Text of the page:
Brings History to Life
"Dorothea Jensen brings history to life in this vibrant coming-of-age story about a young girl, Clara Hargraves, who is living in the time of the 50th anniversary of the American Revolution and General Lafayette's farewell tour. What is history for us was current events for the people of that time and Jensen skillfully tells it like that. She describes hammering chips off a pound-sized block of sugar and making strawberry jam with ready-made syrup from the West Indies. Much of the history is learned through conversations that flow naturally. The characters are engaging and I enjoyed the sibling rivalry between clever Clara and her competent brother, Joss. There's also a bit of young love by a certain admirer amidst all of the shenanigans.
I highly recommend this historical novel for all middle grade and young adult readers."
- Christina Morley, Amanda's Books and More Blog
Life Not Always Being What It Seems
"In this coming [of] age novel, Clara Hargraves must come to terms with a step mother she feels is trying to take her dead mother’s place, her flaming red hair that draws attention and teasing, and just being a 14 year old girl.
The book takes place in 1825 and as the title suggests, central to the story is the tour of The States by revolutionary War Hero, General Lafayette. While Clara navigates the inevitable and timeless pitfalls of being a 14 year old, the world around her is a buzz with Lafayette’s tour stops. It seems that where ever she goes the adults are discussing him and his contribution to the Revolutionary War. Against that canvas Clara gets to learn a few things about life not always being what it seems. Maybe her Evil Stepmother/Aunt isn’t the villain Clara would like to believe. Maybe her hateful “perfect’ cousin isn’t so perfect after all. And that boy who has been teasing her mercilessly for years, well just maybe he isn’t so bad either. An unexpected meeting will change her perspective on herself and her family.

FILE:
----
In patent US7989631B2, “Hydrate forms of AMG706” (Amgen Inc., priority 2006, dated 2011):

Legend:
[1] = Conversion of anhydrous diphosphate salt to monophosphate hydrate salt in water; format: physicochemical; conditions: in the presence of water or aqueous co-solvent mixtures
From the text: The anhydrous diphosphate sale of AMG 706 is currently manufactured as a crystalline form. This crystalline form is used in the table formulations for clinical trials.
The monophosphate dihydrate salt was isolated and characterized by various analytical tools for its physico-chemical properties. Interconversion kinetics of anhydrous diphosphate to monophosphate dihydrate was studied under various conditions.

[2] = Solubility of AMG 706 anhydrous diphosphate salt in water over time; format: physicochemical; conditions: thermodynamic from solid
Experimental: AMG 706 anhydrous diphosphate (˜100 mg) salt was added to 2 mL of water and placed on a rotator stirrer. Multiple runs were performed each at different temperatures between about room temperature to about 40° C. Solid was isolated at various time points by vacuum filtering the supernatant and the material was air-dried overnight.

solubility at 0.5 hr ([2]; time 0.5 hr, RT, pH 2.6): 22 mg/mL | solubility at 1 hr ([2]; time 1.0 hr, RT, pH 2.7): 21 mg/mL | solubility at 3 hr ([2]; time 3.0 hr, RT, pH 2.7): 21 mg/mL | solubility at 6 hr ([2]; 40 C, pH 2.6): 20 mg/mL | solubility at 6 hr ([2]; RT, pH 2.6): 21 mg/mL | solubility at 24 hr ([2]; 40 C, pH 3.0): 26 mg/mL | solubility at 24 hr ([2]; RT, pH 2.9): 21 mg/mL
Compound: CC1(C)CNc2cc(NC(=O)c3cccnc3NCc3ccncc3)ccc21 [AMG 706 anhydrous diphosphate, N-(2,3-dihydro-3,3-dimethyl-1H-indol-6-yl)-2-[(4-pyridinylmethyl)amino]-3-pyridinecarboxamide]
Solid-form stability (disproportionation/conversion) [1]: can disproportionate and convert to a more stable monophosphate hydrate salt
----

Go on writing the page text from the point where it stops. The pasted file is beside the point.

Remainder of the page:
Middle grade girls will immediately identify and relate with Clara. Despite the historical time gap, Clara’s life isn’t so different from theirs; Chores, boys, growing womanhood and greater responsibilities. Meanwhile, without even realizing it they will pick up an excellent education on the primary figures of the American Revolution, as well what life was like for kids their age in the early 1800’s. For that reason, I believe in a classroom setting this book would also appeal to middle grade boys." - I Read What You Write Blog
A True Act of Character
"Over the course of the book, more aspects of Priscilla are revealed. Indeed, she doesn’t seem like such the wicked stepmother Clara believes her to be, and eventually Clara must confront her very own notions. She looks at things as they really are, instead of how she perceives them. This helps her get past her grief and accept her new family the way it is. To go from such strong resentment to acceptance and kindness at the end takes a true act of character, and it leads up to what happens at the end of the book.. . .This was a historical book heavily founded on the American Revolution, and certain key players in it. What I liked most was how Clara seemed to resolve her issues with Priscilla, Hetty, and Dickon in such realistic ways. Clara is a bit of an introvert, and it takes her a while to figure things out and the best way to approach them, but she does, and things end up slowly falling into place." - girl of 1000 wonders blog
Read it...You'll be glad you did.